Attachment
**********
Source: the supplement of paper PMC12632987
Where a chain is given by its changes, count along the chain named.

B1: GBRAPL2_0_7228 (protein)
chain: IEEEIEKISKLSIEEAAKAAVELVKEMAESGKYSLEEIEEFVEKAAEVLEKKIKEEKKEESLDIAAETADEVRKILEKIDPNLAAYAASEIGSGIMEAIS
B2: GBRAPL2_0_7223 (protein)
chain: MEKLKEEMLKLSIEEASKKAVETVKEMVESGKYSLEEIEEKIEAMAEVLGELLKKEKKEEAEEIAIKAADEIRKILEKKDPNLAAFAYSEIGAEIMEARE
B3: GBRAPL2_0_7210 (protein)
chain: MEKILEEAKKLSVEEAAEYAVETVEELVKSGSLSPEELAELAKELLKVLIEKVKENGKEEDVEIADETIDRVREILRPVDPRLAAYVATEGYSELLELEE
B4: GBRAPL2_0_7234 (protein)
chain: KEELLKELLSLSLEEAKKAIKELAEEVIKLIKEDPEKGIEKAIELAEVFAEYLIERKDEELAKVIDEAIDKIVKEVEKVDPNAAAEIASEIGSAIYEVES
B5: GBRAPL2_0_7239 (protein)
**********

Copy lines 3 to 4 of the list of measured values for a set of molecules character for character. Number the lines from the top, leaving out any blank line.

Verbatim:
B1: GBRAPL2_0_7228 (protein)
chain: IEEEIEKISKLSIEEAAKAAVELVKEMAESGKYSLEEIEEFVEKAAEVLEKKIKEEKKEESLDIAAETADEVRKILEKIDPNLAAYAASEIGSGIMEAIS